4 May 2006 | roghache
Engaging Western series portrays frontier town's lady doctor
While I was not a faithful devotee of the series, I tuned in whenever the opportunity presented itself and invariably enjoyed the stories revolving around a frontier town's lady doctor. I view the program strictly as entertainment, and missed too many episodes to comment accurately on any social issues depicted or historical liberties taken. However, I will note that the show does justifiably denounce racism and tends to cast native people in a sympathetic light.
Set just after the Civil War, the series portrays the ongoing story of a lovely young Boston doctor, Michaela Quinn, who following the death of her own physician father, moves to the frontier town of Colorado Springs. There Dr. Mike sets up her medical practice, to the consternation of those upset at the novel prospect of a female physician. Byron Sully, a rugged mountain man (and friend to the Cheyanne) helps her adjust to frontier life, and naturally the pair develop a mutual attraction. She is aided by a midwife, Charlotte Cooper, who on her deathbed following a snake bike, places her three children (Colleen, Brian, and the older Matthew) in Dr. Mike's care. Thus the doctor takes upon herself the responsibility of three adopted children. Later Dr. Mike marries Sully and they have a baby of their own, little Katie, to add to their previously existing foster family.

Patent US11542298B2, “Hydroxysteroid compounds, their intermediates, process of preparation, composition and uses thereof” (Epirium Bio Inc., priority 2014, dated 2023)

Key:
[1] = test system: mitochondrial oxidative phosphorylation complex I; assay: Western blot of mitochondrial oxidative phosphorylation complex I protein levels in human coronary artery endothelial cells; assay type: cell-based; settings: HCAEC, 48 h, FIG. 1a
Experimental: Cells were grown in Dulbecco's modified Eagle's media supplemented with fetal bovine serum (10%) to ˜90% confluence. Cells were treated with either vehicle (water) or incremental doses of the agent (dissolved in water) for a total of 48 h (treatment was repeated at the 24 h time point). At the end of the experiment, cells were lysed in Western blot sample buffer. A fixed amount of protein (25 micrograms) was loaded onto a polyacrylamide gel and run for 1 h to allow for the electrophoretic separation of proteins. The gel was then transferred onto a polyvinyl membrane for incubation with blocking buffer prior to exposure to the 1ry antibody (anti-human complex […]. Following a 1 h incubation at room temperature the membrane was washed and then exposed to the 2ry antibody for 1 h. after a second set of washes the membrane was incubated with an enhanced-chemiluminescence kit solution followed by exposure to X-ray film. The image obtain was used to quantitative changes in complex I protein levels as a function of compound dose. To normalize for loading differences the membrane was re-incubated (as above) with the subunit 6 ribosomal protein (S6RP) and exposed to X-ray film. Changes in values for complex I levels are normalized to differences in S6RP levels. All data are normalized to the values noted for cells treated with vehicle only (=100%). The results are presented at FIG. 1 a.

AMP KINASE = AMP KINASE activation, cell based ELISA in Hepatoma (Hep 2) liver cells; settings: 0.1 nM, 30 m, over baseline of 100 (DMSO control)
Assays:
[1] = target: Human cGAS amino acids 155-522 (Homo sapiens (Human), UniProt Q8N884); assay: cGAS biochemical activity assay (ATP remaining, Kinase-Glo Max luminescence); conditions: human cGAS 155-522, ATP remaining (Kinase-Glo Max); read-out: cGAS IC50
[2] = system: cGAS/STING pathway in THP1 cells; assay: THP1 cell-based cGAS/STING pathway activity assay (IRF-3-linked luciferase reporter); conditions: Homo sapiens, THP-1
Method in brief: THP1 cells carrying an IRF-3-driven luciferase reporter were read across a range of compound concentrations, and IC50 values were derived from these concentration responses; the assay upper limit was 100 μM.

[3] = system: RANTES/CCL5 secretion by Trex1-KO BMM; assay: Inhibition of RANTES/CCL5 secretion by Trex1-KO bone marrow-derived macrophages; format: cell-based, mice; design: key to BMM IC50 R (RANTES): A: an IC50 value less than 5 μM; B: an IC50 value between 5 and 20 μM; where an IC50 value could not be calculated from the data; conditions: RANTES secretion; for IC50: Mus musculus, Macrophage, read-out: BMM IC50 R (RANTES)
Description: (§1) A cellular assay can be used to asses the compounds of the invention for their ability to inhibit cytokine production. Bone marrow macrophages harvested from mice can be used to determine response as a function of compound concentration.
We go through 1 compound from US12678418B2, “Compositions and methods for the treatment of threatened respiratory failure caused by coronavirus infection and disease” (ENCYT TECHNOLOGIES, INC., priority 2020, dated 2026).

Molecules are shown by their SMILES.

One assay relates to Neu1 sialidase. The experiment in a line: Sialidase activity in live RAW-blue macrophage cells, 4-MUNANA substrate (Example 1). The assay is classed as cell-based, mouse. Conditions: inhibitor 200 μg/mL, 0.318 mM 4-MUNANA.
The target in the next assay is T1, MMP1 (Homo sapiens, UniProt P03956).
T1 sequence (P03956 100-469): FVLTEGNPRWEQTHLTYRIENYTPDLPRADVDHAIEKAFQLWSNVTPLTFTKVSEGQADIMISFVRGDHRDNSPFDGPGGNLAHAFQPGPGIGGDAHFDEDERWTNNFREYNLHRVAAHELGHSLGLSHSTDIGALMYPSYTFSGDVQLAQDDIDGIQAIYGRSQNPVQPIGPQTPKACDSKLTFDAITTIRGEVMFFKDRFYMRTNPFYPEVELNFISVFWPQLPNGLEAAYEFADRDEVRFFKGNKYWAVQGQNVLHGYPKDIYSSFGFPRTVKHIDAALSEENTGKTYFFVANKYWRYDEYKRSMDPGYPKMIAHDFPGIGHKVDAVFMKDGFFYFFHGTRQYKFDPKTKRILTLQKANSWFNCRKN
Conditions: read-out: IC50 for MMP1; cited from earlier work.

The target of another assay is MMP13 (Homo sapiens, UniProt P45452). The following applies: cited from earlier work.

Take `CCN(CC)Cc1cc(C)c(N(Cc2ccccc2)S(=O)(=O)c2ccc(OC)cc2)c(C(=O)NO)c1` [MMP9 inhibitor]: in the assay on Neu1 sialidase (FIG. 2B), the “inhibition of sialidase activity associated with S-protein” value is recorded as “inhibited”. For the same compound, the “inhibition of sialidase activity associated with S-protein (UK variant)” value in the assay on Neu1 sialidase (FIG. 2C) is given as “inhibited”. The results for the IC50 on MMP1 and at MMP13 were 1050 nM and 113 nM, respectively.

The beautiful British actress, Jane Seymour, is radiant, appealing, and sympathetic as the frontier doctor. Dr. Quinn certainly displays an admirable strength of wit and character, tackling both a challenging career and an instant family in this rugged pioneer setting. Yet she also reveals a touching vulnerability. The chemistry is electric between her and Sully (charismatically played by actor Joe Lando) and that factor is probably responsible for much of the show's success. On the whole, it's an engaging series and when it first aired, proved from my perspective superior to much of that era's TV programming.